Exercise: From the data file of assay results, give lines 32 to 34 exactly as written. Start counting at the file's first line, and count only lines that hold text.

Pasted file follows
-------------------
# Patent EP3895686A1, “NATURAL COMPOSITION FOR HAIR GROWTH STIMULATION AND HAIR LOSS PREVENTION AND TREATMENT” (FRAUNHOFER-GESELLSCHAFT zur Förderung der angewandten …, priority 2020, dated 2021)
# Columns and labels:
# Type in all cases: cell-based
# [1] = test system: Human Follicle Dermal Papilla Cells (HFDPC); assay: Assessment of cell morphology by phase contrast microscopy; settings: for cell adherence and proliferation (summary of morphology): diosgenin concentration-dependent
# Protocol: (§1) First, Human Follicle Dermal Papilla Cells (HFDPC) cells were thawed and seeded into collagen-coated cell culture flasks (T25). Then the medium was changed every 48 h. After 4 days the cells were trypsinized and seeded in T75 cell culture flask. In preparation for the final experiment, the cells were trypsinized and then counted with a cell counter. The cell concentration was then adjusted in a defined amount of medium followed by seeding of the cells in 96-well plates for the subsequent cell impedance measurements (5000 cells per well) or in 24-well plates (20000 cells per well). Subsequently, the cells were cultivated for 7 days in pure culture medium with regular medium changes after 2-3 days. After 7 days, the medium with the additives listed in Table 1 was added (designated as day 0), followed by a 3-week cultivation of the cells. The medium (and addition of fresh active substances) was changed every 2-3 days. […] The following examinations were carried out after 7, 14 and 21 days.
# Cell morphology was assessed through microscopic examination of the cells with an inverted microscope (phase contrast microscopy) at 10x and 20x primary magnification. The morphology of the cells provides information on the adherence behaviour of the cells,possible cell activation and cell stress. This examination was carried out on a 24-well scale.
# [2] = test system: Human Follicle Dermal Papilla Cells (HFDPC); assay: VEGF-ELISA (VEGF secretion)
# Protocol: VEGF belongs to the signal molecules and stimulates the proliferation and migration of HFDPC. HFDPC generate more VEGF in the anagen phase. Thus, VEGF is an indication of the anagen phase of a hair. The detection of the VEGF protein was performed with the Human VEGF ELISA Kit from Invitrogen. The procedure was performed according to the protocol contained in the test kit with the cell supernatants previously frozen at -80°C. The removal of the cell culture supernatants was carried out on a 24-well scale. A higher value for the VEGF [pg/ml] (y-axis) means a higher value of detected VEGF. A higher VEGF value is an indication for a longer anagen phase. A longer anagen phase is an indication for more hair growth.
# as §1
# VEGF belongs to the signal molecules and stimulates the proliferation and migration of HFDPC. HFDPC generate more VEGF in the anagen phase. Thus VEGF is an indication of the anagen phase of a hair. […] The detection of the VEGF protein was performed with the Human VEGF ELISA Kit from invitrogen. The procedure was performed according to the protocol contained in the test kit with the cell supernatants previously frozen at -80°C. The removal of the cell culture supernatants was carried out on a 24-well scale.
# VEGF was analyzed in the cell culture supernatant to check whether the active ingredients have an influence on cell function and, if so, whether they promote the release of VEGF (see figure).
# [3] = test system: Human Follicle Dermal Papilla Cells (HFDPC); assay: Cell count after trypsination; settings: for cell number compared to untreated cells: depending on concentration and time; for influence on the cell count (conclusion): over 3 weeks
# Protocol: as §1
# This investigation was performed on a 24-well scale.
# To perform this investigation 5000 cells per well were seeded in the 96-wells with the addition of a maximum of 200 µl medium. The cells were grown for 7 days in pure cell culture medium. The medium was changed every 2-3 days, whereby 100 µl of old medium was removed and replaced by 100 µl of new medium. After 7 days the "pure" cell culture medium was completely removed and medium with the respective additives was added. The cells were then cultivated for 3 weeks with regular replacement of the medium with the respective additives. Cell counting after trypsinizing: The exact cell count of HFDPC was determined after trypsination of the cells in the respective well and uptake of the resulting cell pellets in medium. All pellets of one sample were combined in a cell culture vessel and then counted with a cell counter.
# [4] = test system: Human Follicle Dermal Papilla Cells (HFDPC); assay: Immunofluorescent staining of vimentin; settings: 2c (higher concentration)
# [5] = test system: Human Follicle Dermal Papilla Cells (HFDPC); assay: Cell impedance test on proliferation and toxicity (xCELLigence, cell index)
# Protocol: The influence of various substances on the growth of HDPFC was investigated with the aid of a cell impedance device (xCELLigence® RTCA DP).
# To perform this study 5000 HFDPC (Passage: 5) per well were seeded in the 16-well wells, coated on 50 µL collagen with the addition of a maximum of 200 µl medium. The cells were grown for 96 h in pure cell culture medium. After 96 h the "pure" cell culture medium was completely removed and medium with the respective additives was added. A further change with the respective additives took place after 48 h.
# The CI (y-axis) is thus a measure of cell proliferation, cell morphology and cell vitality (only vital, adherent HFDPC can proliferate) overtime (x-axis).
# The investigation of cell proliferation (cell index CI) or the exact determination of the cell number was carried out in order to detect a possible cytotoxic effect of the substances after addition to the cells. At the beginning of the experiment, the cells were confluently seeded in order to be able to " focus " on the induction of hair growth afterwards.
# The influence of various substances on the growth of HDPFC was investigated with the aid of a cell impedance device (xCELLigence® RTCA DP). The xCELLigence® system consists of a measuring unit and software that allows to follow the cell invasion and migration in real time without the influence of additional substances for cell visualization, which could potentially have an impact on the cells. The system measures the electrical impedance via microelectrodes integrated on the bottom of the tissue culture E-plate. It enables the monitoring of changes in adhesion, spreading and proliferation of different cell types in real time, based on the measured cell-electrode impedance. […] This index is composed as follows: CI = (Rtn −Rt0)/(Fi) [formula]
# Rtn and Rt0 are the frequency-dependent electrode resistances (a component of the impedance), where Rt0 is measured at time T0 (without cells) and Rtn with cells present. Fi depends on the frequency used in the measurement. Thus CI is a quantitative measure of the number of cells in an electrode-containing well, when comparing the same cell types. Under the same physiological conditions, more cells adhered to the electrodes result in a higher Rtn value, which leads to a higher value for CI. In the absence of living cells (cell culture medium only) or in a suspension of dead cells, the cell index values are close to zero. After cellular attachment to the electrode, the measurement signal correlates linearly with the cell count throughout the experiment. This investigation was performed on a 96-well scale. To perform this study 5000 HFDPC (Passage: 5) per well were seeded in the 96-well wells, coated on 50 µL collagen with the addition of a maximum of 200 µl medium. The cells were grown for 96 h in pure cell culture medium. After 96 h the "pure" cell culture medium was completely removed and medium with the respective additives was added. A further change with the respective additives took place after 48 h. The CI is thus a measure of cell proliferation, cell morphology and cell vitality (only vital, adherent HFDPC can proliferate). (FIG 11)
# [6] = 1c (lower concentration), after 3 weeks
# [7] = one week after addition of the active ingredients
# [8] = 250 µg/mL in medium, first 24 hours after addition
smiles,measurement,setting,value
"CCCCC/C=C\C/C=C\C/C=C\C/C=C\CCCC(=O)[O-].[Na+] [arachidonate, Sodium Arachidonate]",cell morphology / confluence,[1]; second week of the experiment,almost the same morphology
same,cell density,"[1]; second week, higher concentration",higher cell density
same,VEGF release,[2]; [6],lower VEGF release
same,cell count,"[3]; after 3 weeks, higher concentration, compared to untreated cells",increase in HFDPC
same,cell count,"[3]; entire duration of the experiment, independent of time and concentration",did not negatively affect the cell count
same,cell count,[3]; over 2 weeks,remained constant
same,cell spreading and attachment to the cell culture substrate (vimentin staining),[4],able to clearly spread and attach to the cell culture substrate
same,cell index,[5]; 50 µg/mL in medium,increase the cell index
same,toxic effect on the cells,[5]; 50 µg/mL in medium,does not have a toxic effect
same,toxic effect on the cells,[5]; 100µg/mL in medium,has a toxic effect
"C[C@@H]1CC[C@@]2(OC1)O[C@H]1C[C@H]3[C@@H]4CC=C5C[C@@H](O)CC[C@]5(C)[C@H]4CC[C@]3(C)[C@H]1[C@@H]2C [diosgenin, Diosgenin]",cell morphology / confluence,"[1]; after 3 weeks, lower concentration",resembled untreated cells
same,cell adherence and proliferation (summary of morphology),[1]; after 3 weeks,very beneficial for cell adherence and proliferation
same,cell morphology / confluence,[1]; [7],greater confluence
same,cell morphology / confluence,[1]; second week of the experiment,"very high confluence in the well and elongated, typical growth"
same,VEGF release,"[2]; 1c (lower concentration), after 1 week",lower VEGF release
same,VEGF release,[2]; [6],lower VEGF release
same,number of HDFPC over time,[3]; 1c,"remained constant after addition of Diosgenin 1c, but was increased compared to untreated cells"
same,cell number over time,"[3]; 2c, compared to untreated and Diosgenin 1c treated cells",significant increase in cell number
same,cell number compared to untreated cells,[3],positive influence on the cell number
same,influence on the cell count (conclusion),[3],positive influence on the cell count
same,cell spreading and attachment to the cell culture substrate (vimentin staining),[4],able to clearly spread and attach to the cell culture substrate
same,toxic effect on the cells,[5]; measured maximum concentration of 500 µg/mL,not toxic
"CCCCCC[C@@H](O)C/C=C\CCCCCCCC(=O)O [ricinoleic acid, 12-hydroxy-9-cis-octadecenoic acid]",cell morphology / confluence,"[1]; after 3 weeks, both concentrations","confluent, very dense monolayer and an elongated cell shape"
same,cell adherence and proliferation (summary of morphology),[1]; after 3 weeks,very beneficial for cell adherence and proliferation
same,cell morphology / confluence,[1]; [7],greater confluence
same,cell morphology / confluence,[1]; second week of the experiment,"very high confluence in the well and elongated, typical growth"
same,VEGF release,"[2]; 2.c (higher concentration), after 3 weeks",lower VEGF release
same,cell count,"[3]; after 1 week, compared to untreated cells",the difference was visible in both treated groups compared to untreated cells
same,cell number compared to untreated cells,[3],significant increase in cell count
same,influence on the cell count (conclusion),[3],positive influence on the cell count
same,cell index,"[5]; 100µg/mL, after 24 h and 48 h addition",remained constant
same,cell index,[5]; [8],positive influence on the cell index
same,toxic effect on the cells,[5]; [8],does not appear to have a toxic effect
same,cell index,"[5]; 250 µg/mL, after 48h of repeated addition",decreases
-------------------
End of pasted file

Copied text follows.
same,cell count,"[3]; entire duration of the experiment, independent of time and concentration",did not negatively affect the cell count
same,cell count,[3]; over 2 weeks,remained constant
same,cell spreading and attachment to the cell culture substrate (vimentin staining),[4],able to clearly spread and attach to the cell culture substrate